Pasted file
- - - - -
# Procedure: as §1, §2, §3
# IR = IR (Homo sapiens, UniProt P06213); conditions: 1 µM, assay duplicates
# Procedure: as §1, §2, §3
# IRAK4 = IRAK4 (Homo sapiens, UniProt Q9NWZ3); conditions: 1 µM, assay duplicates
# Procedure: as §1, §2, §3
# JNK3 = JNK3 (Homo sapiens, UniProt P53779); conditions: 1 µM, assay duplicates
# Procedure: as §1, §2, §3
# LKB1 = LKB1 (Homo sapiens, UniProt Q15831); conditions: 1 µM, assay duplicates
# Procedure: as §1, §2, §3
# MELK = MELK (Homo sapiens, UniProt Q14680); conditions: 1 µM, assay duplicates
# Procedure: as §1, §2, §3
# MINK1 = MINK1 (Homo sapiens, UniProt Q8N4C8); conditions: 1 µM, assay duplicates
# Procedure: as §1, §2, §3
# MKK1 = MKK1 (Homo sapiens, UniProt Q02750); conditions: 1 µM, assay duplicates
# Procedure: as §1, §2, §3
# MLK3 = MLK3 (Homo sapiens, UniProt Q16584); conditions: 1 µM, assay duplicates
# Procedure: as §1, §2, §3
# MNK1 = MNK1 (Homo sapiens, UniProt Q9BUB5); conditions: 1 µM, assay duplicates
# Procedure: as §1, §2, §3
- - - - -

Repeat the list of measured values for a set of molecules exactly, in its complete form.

# Procedure: as §1, §2, §3
# IR = IR (Homo sapiens, UniProt P06213); conditions: 1 µM, assay duplicates
# Procedure: as §1, §2, §3
# IRAK4 = IRAK4 (Homo sapiens, UniProt Q9NWZ3); conditions: 1 µM, assay duplicates
# Procedure: as §1, §2, §3
# JNK3 = JNK3 (Homo sapiens, UniProt P53779); conditions: 1 µM, assay duplicates
# Procedure: as §1, §2, §3
# LKB1 = LKB1 (Homo sapiens, UniProt Q15831); conditions: 1 µM, assay duplicates
# Procedure: as §1, §2, §3
# MELK = MELK (Homo sapiens, UniProt Q14680); conditions: 1 µM, assay duplicates
# Procedure: as §1, §2, §3
# MINK1 = MINK1 (Homo sapiens, UniProt Q8N4C8); conditions: 1 µM, assay duplicates
# Procedure: as §1, §2, §3
# MKK1 = MKK1 (Homo sapiens, UniProt Q02750); conditions: 1 µM, assay duplicates
# Procedure: as §1, §2, §3
# MLK3 = MLK3 (Homo sapiens, UniProt Q16584); conditions: 1 µM, assay duplicates
# Procedure: as §1, §2, §3
# MNK1 = MNK1 (Homo sapiens, UniProt Q9BUB5); conditions: 1 µM, assay duplicates
# Procedure: as §1, §2, §3